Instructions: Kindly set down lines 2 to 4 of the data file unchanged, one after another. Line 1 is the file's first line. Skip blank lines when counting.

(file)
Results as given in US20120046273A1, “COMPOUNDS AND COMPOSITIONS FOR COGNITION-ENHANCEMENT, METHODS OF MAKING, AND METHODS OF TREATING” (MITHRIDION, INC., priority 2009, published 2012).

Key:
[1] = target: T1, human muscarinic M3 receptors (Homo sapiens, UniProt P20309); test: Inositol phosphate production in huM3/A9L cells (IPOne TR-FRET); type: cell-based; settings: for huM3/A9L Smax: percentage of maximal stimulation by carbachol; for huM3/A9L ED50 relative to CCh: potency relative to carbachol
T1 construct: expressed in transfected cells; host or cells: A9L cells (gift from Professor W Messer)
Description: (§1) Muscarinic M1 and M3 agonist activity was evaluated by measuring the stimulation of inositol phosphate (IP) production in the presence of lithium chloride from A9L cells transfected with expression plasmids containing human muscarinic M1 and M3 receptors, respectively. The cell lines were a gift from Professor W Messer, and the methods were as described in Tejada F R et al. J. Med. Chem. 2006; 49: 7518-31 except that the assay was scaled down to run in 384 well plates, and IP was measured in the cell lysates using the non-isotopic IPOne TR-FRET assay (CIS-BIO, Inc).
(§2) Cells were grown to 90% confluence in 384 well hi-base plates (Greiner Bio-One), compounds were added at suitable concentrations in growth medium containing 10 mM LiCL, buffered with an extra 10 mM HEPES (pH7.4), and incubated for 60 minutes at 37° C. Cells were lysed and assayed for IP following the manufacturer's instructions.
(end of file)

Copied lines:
Key:
[1] = target: T1, human muscarinic M3 receptors (Homo sapiens, UniProt P20309); test: Inositol phosphate production in huM3/A9L cells (IPOne TR-FRET); type: cell-based; settings: for huM3/A9L Smax: percentage of maximal stimulation by carbachol; for huM3/A9L ED50 relative to CCh: potency relative to carbachol
T1 construct: expressed in transfected cells; host or cells: A9L cells (gift from Professor W Messer)